Naturespeak A naturalist's view of the world

June 24, 2007

An Explosion of Life

Filed under: Uncategorized — wykes @ 11:59 am

  Repeat after me: “Mayflies are good, Fishflies are Mayflies, Mayflies are Juneflies,  Juneflies are Goodflies.”  This message needs to be preached from the pulpits of life and the altars of everyday life. The annual hatch of these aquatic insects presents a story of eternal redemption. Yes, my brothers and sisters, Mayflies are harbingers of hope.  Alleluia, alleluia.

  Many of you probably already have “religion” when it comes to mayflies, but at the risk of preaching to the choir, it is important to embrace the subject.

  The first obstacle to overcome is what name to use when referring to “them.” Technically, I am referring to the species Hexagenia limbata, the Burrowing Mayfly (see here).  This is the species that emerges from Lake Erie in biblical numbers to cover every vertical surface within flight distance of the water. Although Mayfly is the proper name, they are better known as Fishflies.  Because this type emerges in June, and not May, they are also justifiably called Juneflies.  Our Canadian neighbors have been known to refer to them as British Soldiers and Fly Fisherfolk call them Golden or Michigan Mayflies. Our present concern is that far too many people call them a “nuisance.”

  The burrowing mayfly is the largest member of its clan – a collective of over 600 North American species in the order “Emphemeroptera.”  This order name literally means “wing for a day,” because mayflies “fly” for only a day or two out of their lives. Many of our kind only see them during this brief flight stage, so assume they are a short-lived creature whose sole purpose is to foul up our daily life. Actually our giant fishflies count their age in years, rather than the monthly or daily system used by most insects.

  The life cycle from egg to adult can take up to three years.  Burrowing Mayflies spend their developing years as aquatic nymphs.  The young are equipped with formidable tusks and powerful digging claws to construct “U” shaped burrows in the lake bottom. From the protection of this den they eat detritus and grow until they are about 2 inches long.  After a year or two (depending on the water temperature and habitat quality) the burrow gets to be a tight fit.  In late spring/ early summer, the fat nymphs wiggle to the surface, shed their old skin (and their gill breathing ways) to live their last 48 hours as an air breathing air flying adult.

  This aquatic life stage holds the key to their redemptive message. Mayfly nymphs can not live in polluted water.  Not so long ago, Lake Erie and the Detroit River were cesspools of pollution. Mayflies could not tolerate these conditions and virtually became extinct in the Western basin.  Fortunately, things changed for the better and by the 1990’s the insects began a dramatic comeback. Between 1991 and the current day, the Burrowing Mayfly population has grown at an exponential rate. The ever increasing hatches of these tiny messengers serve as an environmental indicator of improving water quality.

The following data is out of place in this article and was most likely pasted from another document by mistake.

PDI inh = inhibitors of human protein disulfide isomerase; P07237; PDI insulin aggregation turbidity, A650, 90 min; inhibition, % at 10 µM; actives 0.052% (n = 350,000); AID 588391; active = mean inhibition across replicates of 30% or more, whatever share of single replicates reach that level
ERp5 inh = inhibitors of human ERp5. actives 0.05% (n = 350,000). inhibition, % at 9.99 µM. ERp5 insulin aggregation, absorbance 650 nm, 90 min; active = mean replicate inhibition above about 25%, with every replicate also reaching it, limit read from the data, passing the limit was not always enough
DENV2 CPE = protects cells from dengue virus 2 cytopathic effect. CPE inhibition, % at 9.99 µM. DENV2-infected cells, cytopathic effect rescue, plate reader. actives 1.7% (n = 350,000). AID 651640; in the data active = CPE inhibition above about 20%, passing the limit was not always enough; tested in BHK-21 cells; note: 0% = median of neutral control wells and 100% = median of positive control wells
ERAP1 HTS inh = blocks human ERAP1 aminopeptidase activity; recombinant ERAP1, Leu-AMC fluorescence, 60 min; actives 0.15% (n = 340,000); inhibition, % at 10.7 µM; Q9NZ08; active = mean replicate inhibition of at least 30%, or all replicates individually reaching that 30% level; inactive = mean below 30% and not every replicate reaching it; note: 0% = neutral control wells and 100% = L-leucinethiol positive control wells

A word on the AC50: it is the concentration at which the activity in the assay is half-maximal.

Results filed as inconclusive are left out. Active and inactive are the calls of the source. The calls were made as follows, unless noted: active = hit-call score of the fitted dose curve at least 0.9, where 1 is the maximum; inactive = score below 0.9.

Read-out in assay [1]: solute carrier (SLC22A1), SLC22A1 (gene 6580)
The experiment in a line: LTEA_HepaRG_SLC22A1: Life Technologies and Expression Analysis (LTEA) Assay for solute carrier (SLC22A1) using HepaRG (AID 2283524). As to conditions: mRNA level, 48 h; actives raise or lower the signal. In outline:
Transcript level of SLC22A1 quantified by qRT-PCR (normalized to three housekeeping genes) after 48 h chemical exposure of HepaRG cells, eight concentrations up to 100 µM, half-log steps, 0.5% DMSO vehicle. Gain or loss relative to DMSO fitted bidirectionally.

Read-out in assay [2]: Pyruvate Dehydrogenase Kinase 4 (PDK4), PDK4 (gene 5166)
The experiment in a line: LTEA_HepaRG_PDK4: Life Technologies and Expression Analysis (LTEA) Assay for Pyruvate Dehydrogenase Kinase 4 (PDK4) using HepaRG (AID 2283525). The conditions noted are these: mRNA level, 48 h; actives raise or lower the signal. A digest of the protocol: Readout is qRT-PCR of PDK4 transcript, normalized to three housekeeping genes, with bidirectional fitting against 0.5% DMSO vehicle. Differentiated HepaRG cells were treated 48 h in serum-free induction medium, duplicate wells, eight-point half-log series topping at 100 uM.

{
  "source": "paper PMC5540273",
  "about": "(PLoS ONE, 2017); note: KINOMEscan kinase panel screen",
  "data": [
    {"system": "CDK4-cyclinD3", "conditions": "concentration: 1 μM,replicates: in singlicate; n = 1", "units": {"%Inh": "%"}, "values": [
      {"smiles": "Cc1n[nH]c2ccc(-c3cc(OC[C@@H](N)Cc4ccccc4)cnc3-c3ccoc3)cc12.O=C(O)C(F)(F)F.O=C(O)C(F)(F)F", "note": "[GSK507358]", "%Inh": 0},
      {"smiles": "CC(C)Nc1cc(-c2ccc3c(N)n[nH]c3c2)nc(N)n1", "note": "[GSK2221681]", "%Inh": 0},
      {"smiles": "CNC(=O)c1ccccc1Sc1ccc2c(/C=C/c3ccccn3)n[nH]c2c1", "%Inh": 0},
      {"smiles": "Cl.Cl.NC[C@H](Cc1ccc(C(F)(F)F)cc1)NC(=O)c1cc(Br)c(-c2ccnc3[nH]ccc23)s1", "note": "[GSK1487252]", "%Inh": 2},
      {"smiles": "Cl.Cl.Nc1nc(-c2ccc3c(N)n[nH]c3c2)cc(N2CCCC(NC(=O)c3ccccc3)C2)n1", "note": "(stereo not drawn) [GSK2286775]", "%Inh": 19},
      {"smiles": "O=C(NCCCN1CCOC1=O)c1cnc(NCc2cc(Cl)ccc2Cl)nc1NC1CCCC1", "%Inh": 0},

A mayfly emergence can be a dramatic thing. It is not unusual to have a density 500 larvae per square meter of lake bottom, so you can imagine what it’s like when they come to the surface all at once. Take a look at this Doppler radar image of a large mayfly hatch coming out of the upper Mississippi River a year or two ago – it is a veritable explosion of life. Warm, muggy conditions will signal a communal night hatch. As the nymphs rise to the surface, they shed their old skin and fly to the shelter of shoreline trees or buildings.  This newly emerged individual is called a sub-imago or dun.  After resting over the course of the day, the sub-imago sheds its skin one more time to achieve the golden brown imago or spinner stage (see the cast off skin here).   At this point the adult is locked and loaded for mating.

  The setting sun at the end of the first (and only) day signals the final act.  Adult mayflies gather into huge hovering swarms near the waters edge. Individual flies commence to dance like tiny puppets pulled by invisible strings. They rise up several feet and then freefall the same distance. Two long “tail” streamers accentuate the motion and add to the dramatic presentation. Soon, a male and a female find each other and they join their abdomens in mid air. Locked in a mating embrace, the pair employs their duel wing power to journey over the open water.  The female then distributes her eggs over the surface and both of the lovers die.  It is in death that the cycle is completed.

  Many of the mayflies never make it to the Promised Land.  Instead, their lifeless bodies pile up in windrows at the Service Station – lured by the irresistible appeal of the bright lights. Since they have no mouths and can’t eat, they simply waste away their brief time.  Even in this seemingly hopeless situation, mayflies serve their most crucial role – they are food to innumerable birds and spiders.  In the water, they are the mainstay of the seasonal diet of fish as both nymphs and adults.

  Many Monroe old-timers will recall the phenomenal mayfly hatches they experienced prior to the mid-1940’s. They may not consider it a good memory, but at least it was part of everyday life. A generation has now grown up without that experience. Let’s hope that our present generation can view the current mayfly comeback as a signal of the redemption of a once broken lake. Spread the good word.

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